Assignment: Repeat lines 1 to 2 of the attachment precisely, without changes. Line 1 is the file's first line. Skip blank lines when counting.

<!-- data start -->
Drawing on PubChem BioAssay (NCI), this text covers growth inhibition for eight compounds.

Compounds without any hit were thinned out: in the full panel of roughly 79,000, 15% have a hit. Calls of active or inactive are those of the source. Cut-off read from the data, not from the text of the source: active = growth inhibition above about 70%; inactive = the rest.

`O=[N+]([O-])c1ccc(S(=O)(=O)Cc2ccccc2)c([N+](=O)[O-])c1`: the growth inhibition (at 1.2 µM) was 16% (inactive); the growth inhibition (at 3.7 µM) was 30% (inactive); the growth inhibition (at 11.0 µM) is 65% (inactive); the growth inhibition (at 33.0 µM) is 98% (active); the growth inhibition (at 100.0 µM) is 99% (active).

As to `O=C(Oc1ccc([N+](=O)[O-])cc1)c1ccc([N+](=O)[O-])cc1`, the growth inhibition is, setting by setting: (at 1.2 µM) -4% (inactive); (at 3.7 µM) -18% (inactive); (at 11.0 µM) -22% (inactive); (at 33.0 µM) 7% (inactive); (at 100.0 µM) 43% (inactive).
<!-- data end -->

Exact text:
Drawing on PubChem BioAssay (NCI), this text covers growth inhibition for eight compounds.

Compounds without any hit were thinned out: in the full panel of roughly 79,000, 15% have a hit. Calls of active or inactive are those of the source. Cut-off read from the data, not from the text of the source: active = growth inhibition above about 70%; inactive = the rest.